Was 'Avatar' stolen from a popular Russian SF series?
Welcome to The Morning Read.
The sun's coming up and I've spent all night preparing for Sundance next week. I put together my schedule, I watched one of three movies playing this year's fest that I have here in the house, and I sent out about 40 e-mails regarding things I need or want to do while I'm in Park City. Right now, I feel more prepared for the festival than I've ever felt for any festival before actually showing up on site, but at the expense of sleeping at all, and I still have a Morning Read to put together. Good thing I bookmark things as I spot them, so I don't have to spend the whole morning trawling. There's already plenty worth talking about, and I can finally clear out some of the bookmarks I've set this week.
For the first time, I'm a little uncomfortable with one of the charges of theft leveled against James Cameron regarding "Avatar." For the most part, people are getting upset over very broad stroke myth and hero story beats, but with this latest news about a ten-part Russian series set on a planet called Pandora, it's a little close. The authors don't seem concerned, but I can see why people who know those books might question how this happened. And in the meantime, the film shows no sign of stopping its juggernaut assualt on the worldwide box-office record. Amazing.
I didn't know Cathryn James, but I know many people who did, and considering the history I had in my first ten years in town, I know the value of representation that genuinely values you as a person, not just as a commodity. She sounds like a classy lady, and producer Don Murphy wrote perhaps the best summary of her impact upon her passing this week.
Lots of talk about Pee-Wee Herman out there this week, and most of the reactions I've heard so far to his just-opened show at the Nokia Live here in Los Angeles have been wildly enthusiastic. I'm not going until February 2nd, after I get back from the festival. Can't wait.
Joe Johnston's out there right now starting to talk up "The Wolfman," and it's inevitable he'd be asked questions about "Captain America: The First Avenger," which he's attached to direct. What surprised me is that he's also still dropping hints about a "Jurassic Park IV," and although he's playing coy about what that film might consist of, I wonder if it is connected to the William Monahan/John Sayles version that I first wrote about almost five and a half years ago.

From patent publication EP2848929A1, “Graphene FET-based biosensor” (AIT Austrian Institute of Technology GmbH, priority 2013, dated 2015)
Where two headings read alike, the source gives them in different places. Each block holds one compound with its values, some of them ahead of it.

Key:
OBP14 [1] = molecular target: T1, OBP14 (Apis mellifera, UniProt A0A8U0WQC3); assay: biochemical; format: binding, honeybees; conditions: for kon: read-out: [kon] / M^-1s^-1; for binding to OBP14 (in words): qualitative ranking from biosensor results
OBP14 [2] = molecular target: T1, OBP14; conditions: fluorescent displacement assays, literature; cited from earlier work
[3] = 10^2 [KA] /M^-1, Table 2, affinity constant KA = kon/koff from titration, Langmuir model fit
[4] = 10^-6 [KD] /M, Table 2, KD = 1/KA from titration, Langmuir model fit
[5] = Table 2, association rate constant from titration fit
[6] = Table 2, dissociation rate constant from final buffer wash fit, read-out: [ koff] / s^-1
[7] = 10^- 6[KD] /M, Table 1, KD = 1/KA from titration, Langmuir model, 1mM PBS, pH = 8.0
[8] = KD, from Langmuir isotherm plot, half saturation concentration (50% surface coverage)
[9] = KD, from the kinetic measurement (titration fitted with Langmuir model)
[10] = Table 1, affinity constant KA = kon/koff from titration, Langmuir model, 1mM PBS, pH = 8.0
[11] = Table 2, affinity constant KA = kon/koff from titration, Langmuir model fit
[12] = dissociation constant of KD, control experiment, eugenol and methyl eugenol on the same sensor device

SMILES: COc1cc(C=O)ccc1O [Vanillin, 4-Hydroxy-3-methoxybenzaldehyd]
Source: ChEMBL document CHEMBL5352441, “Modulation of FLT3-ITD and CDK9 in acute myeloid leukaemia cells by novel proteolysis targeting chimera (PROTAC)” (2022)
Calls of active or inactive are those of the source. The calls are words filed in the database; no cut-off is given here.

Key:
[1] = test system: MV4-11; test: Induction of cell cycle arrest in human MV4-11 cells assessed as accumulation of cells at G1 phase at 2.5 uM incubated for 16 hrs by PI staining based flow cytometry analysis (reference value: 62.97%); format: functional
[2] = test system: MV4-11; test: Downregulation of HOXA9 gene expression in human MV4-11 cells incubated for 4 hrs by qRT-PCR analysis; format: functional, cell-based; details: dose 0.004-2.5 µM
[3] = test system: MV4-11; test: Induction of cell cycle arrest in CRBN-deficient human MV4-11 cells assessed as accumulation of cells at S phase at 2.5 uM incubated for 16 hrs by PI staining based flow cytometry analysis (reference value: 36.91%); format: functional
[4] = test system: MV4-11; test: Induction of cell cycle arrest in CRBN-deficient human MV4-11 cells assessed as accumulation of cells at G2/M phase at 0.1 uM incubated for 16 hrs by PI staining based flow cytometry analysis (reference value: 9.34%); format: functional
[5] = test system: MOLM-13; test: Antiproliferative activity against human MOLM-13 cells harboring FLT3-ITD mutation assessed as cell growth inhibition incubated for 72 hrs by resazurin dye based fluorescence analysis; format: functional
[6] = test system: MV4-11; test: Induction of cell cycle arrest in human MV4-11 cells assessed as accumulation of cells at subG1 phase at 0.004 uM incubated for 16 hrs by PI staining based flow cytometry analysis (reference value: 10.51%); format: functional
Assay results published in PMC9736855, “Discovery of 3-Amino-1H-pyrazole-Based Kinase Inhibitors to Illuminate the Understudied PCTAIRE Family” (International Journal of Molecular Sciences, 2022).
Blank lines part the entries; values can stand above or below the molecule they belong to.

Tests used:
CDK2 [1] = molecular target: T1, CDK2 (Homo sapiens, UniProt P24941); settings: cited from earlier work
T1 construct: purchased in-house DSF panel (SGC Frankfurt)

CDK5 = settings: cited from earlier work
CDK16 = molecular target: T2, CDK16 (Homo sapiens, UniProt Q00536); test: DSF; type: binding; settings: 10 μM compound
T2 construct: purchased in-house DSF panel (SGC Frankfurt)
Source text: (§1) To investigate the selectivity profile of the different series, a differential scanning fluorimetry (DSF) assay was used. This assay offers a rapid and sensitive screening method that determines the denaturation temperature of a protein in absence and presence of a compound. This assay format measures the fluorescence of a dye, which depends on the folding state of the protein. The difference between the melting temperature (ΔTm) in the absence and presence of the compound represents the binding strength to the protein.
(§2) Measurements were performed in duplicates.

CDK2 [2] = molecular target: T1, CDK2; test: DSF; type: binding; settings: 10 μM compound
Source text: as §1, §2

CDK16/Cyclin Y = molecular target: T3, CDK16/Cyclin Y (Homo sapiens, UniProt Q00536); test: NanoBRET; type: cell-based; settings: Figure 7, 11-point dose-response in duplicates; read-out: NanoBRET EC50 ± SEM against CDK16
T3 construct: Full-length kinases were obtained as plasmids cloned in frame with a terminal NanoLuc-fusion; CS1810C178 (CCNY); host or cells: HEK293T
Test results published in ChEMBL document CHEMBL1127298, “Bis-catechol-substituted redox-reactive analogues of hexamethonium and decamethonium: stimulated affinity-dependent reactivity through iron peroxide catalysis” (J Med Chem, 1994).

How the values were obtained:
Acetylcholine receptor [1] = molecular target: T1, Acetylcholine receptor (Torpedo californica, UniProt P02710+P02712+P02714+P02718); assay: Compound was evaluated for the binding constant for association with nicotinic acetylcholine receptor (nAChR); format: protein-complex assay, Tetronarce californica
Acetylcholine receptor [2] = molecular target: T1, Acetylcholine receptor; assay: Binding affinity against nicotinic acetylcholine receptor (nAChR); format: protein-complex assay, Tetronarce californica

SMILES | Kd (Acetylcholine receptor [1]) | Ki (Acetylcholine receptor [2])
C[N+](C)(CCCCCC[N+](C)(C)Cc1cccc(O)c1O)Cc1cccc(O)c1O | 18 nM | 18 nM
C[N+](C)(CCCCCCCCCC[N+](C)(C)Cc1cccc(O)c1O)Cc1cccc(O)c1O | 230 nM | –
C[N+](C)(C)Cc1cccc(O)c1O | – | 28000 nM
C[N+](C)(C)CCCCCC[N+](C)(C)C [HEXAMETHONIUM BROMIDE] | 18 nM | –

Likewise, when Frosty from Collider gets Mike DeLuca chatting about "Ghost Rider," but he tries to play coy with the premise of the film, I have to wonder if it's got anything to do with the version that Nic Cage pitched to me on the set of "Kick-Ass." DeLuca does have some interesting things to say about "Fright Night," and the fact that Marti Noxon is writing it gives me some hope that they may actually pull off those good ideas.
By any chance, do you remember the film I wrote about at SXSW last year, "The Snake"? Well, according to the film's star, Adam Goldstein, it's available now from over 100 operators and digital destinations, including the following --
In general, the idea of what distribution is seems to change daily right now. Joe Queenan talks about his experience with movies on YouTube in a new column, and it's surprisingly not just one big ball of snark. He sounds genuinely fascinated with what's out there. And YouTube's obviously got a lot of people feeling the same way based on how much profit they're turning over these days. I do worry about people screwing it up, but I think we're living through genuinely evolutionary days in terms of media.
I think I'm glad I never had to be a single man living in the UK.
In honor of the ongoing auction of the "Terminator" movie rights, enjoy this:
I wonder if the Weitz Brothers still own the rights to the Elric series by Michael Moorcock, and if so, I wonder if they're ever actually going to make a movie based on the books. And if so, I wonder if it can possibly be as weird and groovy as Wendy Pini's take on the material.
You know what makes me crazy? The new updated edition of the DSM-V, evidently.
Quint just ran a great interview with Peter Jackson over at Ain't It Cool, and the A/V Club just ran an excellent piece on "The State." They're not connected in any way besides the fact that both of them are just good solid examples of websites and writers I like doing their jobs right. Thanks, fellas.
Oh, look, another great story on "Popcorn Fiction." How predictable. Boy, it's boring getting lots and lots of great fiction, completely free, from a wide range of excellent writers. That's almost as predictable these days as Roger Ebert writing some Proustian piece about memory or his senses or making out or his travel in the past. Yawn. I am bored by greatness.
I hardly know what to make of "Flooding With Love For The Kid," but rest assured, I will see this movie:
I'm not sure how or where or when, but I'll see it. And Andrew O'Hehir makes a strong case for why.
I guess that's it for me for this morning. Have a great weekend and remember... Santa can find anybody:
I've got more reviews for you all weekend long, and I'll be back here for one of the last Morning Reads of January on Monday.
The Morning Read appears here every Monday, Wednesday, and Friday. Except when it doesn't.
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